Birds in ecological networks: insights from bird-plant mutualistic interactions

Doi: http://dx.doi.org/10.13157/arla.63.1.2016.rp7

Authors: Daniel GARCÍA

E-mail: danielgarcia@uniovi.es

Published: Volume 63.1, June 2016. Pages 151-180.

Language: English

Keywords: frugivory, interaction diversity, modularity, nestedness, pollination, seed dispersal and specialisation

Summary:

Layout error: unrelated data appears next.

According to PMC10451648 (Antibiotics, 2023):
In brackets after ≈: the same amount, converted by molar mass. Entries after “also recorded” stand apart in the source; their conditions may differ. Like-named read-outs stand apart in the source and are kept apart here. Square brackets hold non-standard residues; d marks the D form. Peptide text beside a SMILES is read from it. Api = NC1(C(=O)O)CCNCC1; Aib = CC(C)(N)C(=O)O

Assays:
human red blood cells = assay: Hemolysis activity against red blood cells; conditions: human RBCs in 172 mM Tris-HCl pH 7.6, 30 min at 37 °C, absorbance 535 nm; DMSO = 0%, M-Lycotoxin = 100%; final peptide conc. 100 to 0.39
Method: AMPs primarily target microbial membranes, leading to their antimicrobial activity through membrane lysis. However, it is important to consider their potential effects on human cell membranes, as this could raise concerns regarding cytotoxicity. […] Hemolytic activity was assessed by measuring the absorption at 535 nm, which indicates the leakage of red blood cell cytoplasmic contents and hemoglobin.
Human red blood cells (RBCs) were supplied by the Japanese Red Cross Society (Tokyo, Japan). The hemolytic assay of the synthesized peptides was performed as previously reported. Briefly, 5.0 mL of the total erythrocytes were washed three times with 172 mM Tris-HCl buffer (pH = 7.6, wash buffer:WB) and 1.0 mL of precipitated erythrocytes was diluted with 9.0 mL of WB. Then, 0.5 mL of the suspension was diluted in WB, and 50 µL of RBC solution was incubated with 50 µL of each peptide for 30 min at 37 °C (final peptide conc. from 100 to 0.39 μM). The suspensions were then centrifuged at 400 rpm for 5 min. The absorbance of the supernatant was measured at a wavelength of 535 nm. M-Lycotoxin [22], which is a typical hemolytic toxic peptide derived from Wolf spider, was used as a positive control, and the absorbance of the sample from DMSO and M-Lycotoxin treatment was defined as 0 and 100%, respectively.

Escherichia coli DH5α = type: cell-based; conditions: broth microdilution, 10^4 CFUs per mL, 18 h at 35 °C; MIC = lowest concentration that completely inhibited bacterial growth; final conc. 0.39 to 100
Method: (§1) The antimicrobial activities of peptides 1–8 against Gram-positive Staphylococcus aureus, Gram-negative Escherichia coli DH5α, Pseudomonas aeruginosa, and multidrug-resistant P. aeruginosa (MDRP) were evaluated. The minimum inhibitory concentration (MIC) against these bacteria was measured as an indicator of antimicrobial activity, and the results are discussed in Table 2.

Research in ecological networks has developed impressively in recent years. A significant part of this growth has been achieved using networks to represent the complexity of mutualistic interactions between species of birds and plants, such as pollination and seed dispersal. Bird-plant networks are built from matrices whose cells account for the field-sampled magnitudes of interaction (e.g. the number of plant fruits consumed by birds) in bird-plant species pairs. The comparative study of mutualistic networks evidences three general patterns in network structure: they are highly heterogeneous (many species having just a few interactions, but a few species being highly connected), nested (with specialists interacting with subsets of species with which generalists interact) and composed of weak and asymmetric relationships between birds and plants. This type of structure emerges from a set of ecological and evolutionary mechanisms accounting for the probabilistic role of species abundances and the deterministic role of species traits, often constrained by species phylogenies. Although bearing structural generalities, bird-plant networks are variable in space and time at very different scales: from habitat to latitudinal and biogeographical gradients, and from seasonal to inter-annual contrasts. They are also highly sensitive to human impact, being especially affected by habitat loss and fragmentation, defaunation and biological invasions. Further research on bird-plant mutualistic networks should: 1) apply wide conceptual frameworks which integrate the mechanisms of interaction and the responses of species to environmental gradients, 2) enlarge the ecological scale of networks across interaction types and animal groups, and 3) account for the ultimate functional (i.e. demographic) effects of trophic interactions.

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